Located at Pacific Northwest National Laboratory, the Environmental Molecular Sciences Laboratory houses an integrated set of sample handling, imaging, and analysis capabilities that enable a range of materials and interfacial analyses to be conducted on either the same or related samples. The resulting complementary analyses provide the diverse information needed to relate materials characteristics to various types of performance. EMSL’s capabilities include transmission electron microscopy (TEM), x-ray photoelectron spectroscopy (XPS), atom probe microscopy (APT), time-of-flight secondary ion mass spectrometry (ToF-SIMS), nanoscale secondary ion mass spectrometry (nanoSIMS), secondary electron/focused ion beam (dual beam) microscopy, and sample preparation and helium-ion microscopy. Specific instruments have additional capabilities for real-time, in situ analysis, enabling time evolution of structures and reaction layers to be examined.
This capability requires small samples (~mms) and a well-defined problem that is not appropriate for rapid screening and rapid throughput.
The capability involves a range of staff expertise, coupled with a complementary set of instruments within a controlled atmosphere and unique multi-instrument sample handling capabilities. Unique cells enable in situ probes or time-resolved analysis in realistic conditions. These have been significantly used for observing structural changes and defect introduction into materials (TEM based) and the interaction of materials in liquid environments (ToF-SIMS and TEM).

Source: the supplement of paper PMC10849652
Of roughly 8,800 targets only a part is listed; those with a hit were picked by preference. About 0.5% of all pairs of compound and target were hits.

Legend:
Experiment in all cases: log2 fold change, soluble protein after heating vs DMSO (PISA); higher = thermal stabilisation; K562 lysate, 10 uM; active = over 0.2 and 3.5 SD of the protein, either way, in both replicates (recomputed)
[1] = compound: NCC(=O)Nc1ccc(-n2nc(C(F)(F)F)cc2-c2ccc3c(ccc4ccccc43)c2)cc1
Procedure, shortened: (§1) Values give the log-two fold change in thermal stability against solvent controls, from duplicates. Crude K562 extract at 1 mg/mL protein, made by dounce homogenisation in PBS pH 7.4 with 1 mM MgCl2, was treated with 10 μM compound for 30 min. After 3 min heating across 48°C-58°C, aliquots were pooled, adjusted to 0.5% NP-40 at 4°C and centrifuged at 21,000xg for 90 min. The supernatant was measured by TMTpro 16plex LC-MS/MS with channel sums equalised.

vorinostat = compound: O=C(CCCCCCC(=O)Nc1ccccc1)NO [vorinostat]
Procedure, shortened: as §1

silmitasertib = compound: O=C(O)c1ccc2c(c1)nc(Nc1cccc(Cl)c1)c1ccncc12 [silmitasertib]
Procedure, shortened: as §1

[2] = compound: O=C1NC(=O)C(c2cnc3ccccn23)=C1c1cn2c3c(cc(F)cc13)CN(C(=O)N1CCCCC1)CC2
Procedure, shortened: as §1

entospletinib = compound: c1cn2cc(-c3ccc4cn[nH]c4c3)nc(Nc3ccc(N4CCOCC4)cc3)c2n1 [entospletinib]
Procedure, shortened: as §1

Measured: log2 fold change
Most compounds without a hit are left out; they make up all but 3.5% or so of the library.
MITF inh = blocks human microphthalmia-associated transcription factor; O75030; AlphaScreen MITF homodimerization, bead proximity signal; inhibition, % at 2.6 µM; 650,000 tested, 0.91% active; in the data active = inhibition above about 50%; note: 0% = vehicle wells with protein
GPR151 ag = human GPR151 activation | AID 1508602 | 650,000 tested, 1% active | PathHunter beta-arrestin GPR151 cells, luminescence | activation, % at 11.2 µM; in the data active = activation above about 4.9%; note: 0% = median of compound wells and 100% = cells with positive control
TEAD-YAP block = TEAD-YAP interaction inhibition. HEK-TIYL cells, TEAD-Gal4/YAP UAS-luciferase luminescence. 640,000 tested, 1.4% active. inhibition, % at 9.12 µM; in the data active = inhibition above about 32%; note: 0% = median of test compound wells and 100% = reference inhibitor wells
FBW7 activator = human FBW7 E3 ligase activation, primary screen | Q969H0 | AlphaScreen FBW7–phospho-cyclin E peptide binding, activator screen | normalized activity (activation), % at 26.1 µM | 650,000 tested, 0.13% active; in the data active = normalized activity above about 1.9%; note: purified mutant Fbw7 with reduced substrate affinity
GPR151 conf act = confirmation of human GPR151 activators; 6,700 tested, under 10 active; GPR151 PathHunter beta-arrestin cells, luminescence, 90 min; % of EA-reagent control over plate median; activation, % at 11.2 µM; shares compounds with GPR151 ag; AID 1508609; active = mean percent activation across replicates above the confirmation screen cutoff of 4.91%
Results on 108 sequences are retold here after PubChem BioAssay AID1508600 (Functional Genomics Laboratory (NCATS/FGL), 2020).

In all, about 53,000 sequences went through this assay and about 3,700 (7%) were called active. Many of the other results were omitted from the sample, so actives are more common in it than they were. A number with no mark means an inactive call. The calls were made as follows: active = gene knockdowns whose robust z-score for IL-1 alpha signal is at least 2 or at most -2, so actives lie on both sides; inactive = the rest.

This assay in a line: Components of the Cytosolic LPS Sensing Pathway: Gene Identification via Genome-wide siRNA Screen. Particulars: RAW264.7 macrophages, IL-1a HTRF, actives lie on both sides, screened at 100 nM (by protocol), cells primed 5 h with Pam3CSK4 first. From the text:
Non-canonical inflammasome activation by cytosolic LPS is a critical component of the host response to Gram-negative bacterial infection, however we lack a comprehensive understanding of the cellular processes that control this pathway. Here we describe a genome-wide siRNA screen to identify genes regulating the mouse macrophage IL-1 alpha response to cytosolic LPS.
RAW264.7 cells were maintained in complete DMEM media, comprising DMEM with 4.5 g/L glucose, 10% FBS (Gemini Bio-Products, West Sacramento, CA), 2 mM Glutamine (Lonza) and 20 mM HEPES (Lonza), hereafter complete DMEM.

Much of this instrumentation is part of the EMSL national user facility, which is accessible via a user proposal process.
Name: Donald Baer
- Devaraj, A., R. Colby, V. Shutthanandan, V. Subramanian, C. Wang, D.E. Perea and S. Thevuthasan, Characterization of embedded metallic nanoparticles in oxides by cross-coupling aberration-corrected STEM and Atom Probe Tomography, Microscopy and Microanalysis / Volume 18 / Supplement S2 / July 2012, pp 912-913
- Bingwen Liu, Xiao-Ying Yu, Zihua Zhu, Xin Hua, Li Yang and Zhaoying Wang In situ chemical probing of the electrode–electrolyte interface by ToF-SIMS, Lab Chip, 2014, 14, 855-859
- Jones RH, DR Baer, MJ Danielson, and JS Vetrano. 2001 "Role of Magnesium in the Stress Corrosion Cracking of an Al-Mg Alloy." Metallurgical and Materials Transactions. A, Physical Metallurgy and Materials Science 32A:1699-1711.